Bark beetle trees

Moderator: HAZ - Moderators

Linked Guides none
Linked Areas none
Post Reply
no avatar
Diane Tuccillo
Posts: 41
Joined: Mar 11 2002 8:55 pm

Bark beetle trees

Post by Diane Tuccillo » Oct 01 2003 9:35 pm

I am very surprised that there is no discussion about the terrible bark beetle situation in Arizona. Maybe you all have been there, done that, as I have not posted in a while. Anyway, the forests are dying before our eyes. Have you noticed how many more trees have bitten the dust in the last month? At the rate the trees are dying, there will be no forests to speak of in the next few years. You think the fires we have had were bad? They were nothing compared to this. Head up north and take a look. Check out the Pine and Strawberry areas. Take a look at Kohl's Ranch and Lynx Lake, and the 260 Trailhead area, to name a few places. Check some of the web sites about the bark beetle epidemic in Arizona. It is frightening, truly an epidemic, with no relief in sight. I think we are going to see our high country dramatically altered before our eyes in the coming years, and there is really nothing anyone can do about it. I know, some of you will say this is nature taking its course, which it is. But I also think that man's intrusion in nature is the actual root cause.
jersey girl

User avatar
Posts: 28
Joined: Oct 11 2002 4:44 pm
City, State: Phoenix, AZ

Re: Bark beetle trees

Post by overrocked » Oct 02 2003 10:05 am

In response to Diane Tuccillo's reply: Yes, I have seen the damage. And it is terrible to behold. I always thought it was the prolonged drought that caused the bark beetles to take hold. Once a tree's resistance is down, the bark beetles can take over. I think we have the drought to blame for the beetles, and clear cut logging to blame for not having old stand forest. I haven't seen any mature aged Pondersosa Pine anywhere from here to the NM border. COULD be becuase there's always a fire before the tree is fully mature. hmmmm

User avatar
Posts: 343
Joined: Feb 03 2002 10:17 am
City, State: Gilbert, AZ

Post by azhiker96 » Oct 02 2003 10:56 am

I have seen the damage on the rim from the beetles. From what I've seen and heard it is a direct result from the drought. The trees use sap to defend against the beetles and with the lack of moisture they don't have enough sap to fight the beetles and stay alive. Nowhere have I seen a plan to fight the beetles. Besides, what would you do? I don't want to see them spraying the forest. That would be catastrophic to the ecosystem. Cutting down dead or dying trees would just tear up the surrounding land and not stop the beetles from moving on to healthy trees. Perhaps Earth First can take a constructive step by suggesting an economical and effective way to safe the forests from the beetles. I don't know the answer to the problem. I do know where to look though. There must be an entimologist who knows the life cycle of the bark beetle. He/She could tell us the best way to fight the beetle. Then it's up to us to see if it's worth the cost.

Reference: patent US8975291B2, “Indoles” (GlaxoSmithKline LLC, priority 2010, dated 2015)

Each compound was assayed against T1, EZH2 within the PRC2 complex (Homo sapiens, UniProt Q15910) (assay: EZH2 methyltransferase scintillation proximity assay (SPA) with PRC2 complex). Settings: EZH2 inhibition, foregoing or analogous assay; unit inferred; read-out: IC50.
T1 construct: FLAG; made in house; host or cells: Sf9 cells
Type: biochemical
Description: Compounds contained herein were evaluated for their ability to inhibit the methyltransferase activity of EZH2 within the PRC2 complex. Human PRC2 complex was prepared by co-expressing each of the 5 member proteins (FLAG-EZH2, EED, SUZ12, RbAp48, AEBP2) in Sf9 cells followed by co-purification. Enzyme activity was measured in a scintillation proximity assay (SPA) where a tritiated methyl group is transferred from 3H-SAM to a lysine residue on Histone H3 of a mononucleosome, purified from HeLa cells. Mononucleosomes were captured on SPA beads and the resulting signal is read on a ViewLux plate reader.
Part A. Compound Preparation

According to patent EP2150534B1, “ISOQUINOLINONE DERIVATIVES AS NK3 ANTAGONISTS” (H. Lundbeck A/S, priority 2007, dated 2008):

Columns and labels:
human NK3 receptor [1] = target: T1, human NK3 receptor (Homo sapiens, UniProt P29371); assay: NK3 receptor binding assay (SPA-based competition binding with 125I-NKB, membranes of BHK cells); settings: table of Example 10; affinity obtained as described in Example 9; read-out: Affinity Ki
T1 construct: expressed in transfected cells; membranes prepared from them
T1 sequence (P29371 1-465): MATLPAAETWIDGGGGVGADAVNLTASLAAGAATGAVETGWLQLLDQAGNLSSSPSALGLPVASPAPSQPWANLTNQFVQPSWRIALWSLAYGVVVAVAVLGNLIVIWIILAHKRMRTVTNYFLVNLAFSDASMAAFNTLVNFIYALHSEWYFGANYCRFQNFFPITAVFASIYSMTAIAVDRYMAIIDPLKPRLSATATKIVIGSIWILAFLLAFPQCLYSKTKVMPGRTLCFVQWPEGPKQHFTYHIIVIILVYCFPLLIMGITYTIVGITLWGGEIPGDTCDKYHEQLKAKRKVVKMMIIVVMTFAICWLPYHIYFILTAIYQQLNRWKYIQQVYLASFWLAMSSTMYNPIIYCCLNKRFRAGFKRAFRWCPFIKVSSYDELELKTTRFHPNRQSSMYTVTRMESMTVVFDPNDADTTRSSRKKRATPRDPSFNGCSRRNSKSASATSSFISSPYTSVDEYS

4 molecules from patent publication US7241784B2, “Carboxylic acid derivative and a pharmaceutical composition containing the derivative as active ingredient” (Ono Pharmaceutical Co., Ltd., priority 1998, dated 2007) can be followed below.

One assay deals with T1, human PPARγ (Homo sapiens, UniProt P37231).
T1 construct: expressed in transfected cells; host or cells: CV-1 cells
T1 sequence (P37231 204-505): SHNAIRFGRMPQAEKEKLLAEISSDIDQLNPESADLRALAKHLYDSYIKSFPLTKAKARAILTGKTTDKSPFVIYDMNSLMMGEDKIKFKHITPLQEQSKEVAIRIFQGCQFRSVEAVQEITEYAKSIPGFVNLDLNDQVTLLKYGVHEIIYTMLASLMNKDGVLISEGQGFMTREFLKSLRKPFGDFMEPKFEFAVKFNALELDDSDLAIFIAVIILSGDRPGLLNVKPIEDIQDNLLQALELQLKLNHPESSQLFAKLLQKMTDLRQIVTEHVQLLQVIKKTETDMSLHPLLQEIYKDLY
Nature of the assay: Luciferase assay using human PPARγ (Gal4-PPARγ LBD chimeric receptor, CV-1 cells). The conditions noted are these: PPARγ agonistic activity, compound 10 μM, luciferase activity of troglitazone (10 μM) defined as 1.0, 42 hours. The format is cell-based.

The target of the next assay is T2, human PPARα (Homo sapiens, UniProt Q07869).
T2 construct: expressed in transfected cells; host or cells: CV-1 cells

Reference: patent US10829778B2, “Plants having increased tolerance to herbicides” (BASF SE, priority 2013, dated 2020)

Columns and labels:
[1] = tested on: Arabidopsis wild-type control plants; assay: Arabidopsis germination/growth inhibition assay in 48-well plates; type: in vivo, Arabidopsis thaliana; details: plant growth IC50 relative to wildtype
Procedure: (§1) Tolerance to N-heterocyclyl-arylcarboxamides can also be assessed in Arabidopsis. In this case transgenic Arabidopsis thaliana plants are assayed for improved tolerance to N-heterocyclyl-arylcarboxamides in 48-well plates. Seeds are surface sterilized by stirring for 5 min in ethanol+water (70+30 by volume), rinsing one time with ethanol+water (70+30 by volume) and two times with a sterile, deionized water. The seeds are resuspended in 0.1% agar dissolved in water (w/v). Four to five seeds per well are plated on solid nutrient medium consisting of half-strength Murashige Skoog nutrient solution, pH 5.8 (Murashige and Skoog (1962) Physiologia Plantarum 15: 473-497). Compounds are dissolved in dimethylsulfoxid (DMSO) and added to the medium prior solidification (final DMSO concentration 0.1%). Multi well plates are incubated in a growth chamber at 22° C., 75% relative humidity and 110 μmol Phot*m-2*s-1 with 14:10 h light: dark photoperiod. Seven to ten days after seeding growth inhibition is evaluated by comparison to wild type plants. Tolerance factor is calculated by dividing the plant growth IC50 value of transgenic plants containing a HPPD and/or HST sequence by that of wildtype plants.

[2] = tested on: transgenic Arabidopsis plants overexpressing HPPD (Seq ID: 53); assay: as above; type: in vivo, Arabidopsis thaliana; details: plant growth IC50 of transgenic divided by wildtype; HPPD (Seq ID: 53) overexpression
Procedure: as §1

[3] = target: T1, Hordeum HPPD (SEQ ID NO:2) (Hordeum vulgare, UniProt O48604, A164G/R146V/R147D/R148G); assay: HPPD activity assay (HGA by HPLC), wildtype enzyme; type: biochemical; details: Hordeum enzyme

"Sometimes I wonder whether the world is being run by smart people who are putting us on or by imbeciles who really mean it."
~ Mark Twain

User avatar
Posts: 304
Joined: Jun 09 2002 8:55 am
City, State: Prescott, AZ

Post by Abe » Oct 02 2003 8:23 pm

Yes, I see the forest in and around Prescott dead or dying. Most are standing skeletons of their former self, or cut down, blown down, or burned down. The last time I thought heavy on this was Labor Day while hiking in the Bradshaw and I looked hard at the mountains around, imagining them nude in my life time.
Nature is at play here with the drought and the bark beetles, and I think about Arizona's pre-history. Of the early Native Americans; the Sinagua and the Salado's, and our own Prescott Culture. Archeologist do not really know why many left there homes in and around the middle of 1200 A.D., hostility among other tribes is mention, as well as, a drought during that period. I can look at the Fitz-Maurice Ruins in Prescott Valley, just on the other side of Lynx Creek, and imagine the surface water drying up because of the drought, their only source of water, forcing them to leave and move on.
However, I do think we have a hand in this too. I think everything we are witnessing in our forest has finally reached up and bit us in the behind because of what we did in the past. Today, nature is harsh and we see the results with the bark beetles, the drought, and I would submit to all, our forest not thin enough. Taking away the fire. To many trees in one acre, fighting for every drop of water in the ground.
Frankly, I cannot even suggest an idea on how to stop this problem that has not been discussed by those who are the experts. Except, pray for more rain.

User avatar
Posts: 67
Joined: Feb 10 2003 9:16 pm
City, State: Phoenix, AZ

Post by Glitter » Oct 02 2003 10:44 pm

I was camping on the rim a couple of weeks ago and it just amazes me what an effect these beetles have had on the forest. Along with the fires and drought the future looks bleak, but I can only hope the trees will bounce back.
Keep on truckin'

User avatar
Posts: 253
Joined: Oct 18 2002 10:59 am
City, State: Glendale, AZ

bark beetle

Post by pfredricks » Oct 03 2003 12:08 pm

IN Crown King the forest service reported that 95% of the trees are dead as of last year, and supposedly a major effort will be launched or is already in effect to remove them. THat will make the top of the bradshaws a desert mountain top. That is a shame because that is a gorgeous area.
"I'd feel better if we had some crampons. Oh, what the hell, let's go for it..." — Common climbing last words.

Post Reply

Return to “Flora”